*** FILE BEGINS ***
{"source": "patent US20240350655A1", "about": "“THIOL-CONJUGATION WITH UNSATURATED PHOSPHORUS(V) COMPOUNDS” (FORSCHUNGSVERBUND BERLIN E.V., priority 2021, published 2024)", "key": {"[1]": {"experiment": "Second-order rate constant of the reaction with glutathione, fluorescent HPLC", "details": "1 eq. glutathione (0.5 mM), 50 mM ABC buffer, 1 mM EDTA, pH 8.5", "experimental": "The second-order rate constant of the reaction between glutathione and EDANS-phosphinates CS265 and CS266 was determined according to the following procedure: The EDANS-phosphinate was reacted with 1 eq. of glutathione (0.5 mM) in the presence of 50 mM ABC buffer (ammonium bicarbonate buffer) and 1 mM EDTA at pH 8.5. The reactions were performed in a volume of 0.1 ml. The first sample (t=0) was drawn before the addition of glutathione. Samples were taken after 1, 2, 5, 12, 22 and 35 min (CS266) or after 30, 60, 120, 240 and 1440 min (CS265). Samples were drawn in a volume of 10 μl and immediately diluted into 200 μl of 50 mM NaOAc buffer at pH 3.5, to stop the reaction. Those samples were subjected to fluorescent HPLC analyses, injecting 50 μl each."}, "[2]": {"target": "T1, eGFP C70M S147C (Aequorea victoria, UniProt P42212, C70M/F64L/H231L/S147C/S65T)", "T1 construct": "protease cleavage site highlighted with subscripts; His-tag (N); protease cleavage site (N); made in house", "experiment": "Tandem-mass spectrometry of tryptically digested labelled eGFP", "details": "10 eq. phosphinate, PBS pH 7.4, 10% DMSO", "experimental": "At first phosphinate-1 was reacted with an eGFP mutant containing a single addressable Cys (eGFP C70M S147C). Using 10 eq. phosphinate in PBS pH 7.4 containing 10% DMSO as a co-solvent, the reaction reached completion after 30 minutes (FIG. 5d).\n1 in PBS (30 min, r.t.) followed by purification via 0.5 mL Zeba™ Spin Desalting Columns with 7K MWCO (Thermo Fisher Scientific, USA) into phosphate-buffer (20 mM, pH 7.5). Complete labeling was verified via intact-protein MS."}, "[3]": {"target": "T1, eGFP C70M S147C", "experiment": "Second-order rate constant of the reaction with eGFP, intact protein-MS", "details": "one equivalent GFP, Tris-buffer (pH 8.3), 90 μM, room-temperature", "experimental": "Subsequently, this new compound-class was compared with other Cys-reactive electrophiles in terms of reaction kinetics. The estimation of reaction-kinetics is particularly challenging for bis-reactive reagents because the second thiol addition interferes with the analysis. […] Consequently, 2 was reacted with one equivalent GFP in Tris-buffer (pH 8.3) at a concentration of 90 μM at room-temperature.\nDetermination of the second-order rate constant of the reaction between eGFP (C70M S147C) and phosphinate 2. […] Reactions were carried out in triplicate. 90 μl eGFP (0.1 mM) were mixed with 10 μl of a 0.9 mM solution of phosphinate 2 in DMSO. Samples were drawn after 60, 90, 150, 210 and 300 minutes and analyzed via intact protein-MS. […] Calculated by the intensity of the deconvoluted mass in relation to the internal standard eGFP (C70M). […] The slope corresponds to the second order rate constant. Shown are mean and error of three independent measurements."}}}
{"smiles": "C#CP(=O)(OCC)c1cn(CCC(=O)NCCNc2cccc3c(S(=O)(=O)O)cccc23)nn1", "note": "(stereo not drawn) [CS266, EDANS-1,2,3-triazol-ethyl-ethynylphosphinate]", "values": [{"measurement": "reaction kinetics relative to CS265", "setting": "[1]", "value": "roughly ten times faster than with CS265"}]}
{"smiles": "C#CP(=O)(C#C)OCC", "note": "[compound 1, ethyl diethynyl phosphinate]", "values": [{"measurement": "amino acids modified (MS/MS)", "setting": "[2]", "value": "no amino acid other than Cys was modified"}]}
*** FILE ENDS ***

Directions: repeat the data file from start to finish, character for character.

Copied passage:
{"source": "patent US20240350655A1", "about": "“THIOL-CONJUGATION WITH UNSATURATED PHOSPHORUS(V) COMPOUNDS” (FORSCHUNGSVERBUND BERLIN E.V., priority 2021, published 2024)", "key": {"[1]": {"experiment": "Second-order rate constant of the reaction with glutathione, fluorescent HPLC", "details": "1 eq. glutathione (0.5 mM), 50 mM ABC buffer, 1 mM EDTA, pH 8.5", "experimental": "The second-order rate constant of the reaction between glutathione and EDANS-phosphinates CS265 and CS266 was determined according to the following procedure: The EDANS-phosphinate was reacted with 1 eq. of glutathione (0.5 mM) in the presence of 50 mM ABC buffer (ammonium bicarbonate buffer) and 1 mM EDTA at pH 8.5. The reactions were performed in a volume of 0.1 ml. The first sample (t=0) was drawn before the addition of glutathione. Samples were taken after 1, 2, 5, 12, 22 and 35 min (CS266) or after 30, 60, 120, 240 and 1440 min (CS265). Samples were drawn in a volume of 10 μl and immediately diluted into 200 μl of 50 mM NaOAc buffer at pH 3.5, to stop the reaction. Those samples were subjected to fluorescent HPLC analyses, injecting 50 μl each."}, "[2]": {"target": "T1, eGFP C70M S147C (Aequorea victoria, UniProt P42212, C70M/F64L/H231L/S147C/S65T)", "T1 construct": "protease cleavage site highlighted with subscripts; His-tag (N); protease cleavage site (N); made in house", "experiment": "Tandem-mass spectrometry of tryptically digested labelled eGFP", "details": "10 eq. phosphinate, PBS pH 7.4, 10% DMSO", "experimental": "At first phosphinate-1 was reacted with an eGFP mutant containing a single addressable Cys (eGFP C70M S147C). Using 10 eq. phosphinate in PBS pH 7.4 containing 10% DMSO as a co-solvent, the reaction reached completion after 30 minutes (FIG. 5d).\n1 in PBS (30 min, r.t.) followed by purification via 0.5 mL Zeba™ Spin Desalting Columns with 7K MWCO (Thermo Fisher Scientific, USA) into phosphate-buffer (20 mM, pH 7.5). Complete labeling was verified via intact-protein MS."}, "[3]": {"target": "T1, eGFP C70M S147C", "experiment": "Second-order rate constant of the reaction with eGFP, intact protein-MS", "details": "one equivalent GFP, Tris-buffer (pH 8.3), 90 μM, room-temperature", "experimental": "Subsequently, this new compound-class was compared with other Cys-reactive electrophiles in terms of reaction kinetics. The estimation of reaction-kinetics is particularly challenging for bis-reactive reagents because the second thiol addition interferes with the analysis. […] Consequently, 2 was reacted with one equivalent GFP in Tris-buffer (pH 8.3) at a concentration of 90 μM at room-temperature.\nDetermination of the second-order rate constant of the reaction between eGFP (C70M S147C) and phosphinate 2. […] Reactions were carried out in triplicate. 90 μl eGFP (0.1 mM) were mixed with 10 μl of a 0.9 mM solution of phosphinate 2 in DMSO. Samples were drawn after 60, 90, 150, 210 and 300 minutes and analyzed via intact protein-MS. […] Calculated by the intensity of the deconvoluted mass in relation to the internal standard eGFP (C70M). […] The slope corresponds to the second order rate constant. Shown are mean and error of three independent measurements."}}}
{"smiles": "C#CP(=O)(OCC)c1cn(CCC(=O)NCCNc2cccc3c(S(=O)(=O)O)cccc23)nn1", "note": "(stereo not drawn) [CS266, EDANS-1,2,3-triazol-ethyl-ethynylphosphinate]", "values": [{"measurement": "reaction kinetics relative to CS265", "setting": "[1]", "value": "roughly ten times faster than with CS265"}]}
{"smiles": "C#CP(=O)(C#C)OCC", "note": "[compound 1, ethyl diethynyl phosphinate]", "values": [{"measurement": "amino acids modified (MS/MS)", "setting": "[2]", "value": "no amino acid other than Cys was modified"}]}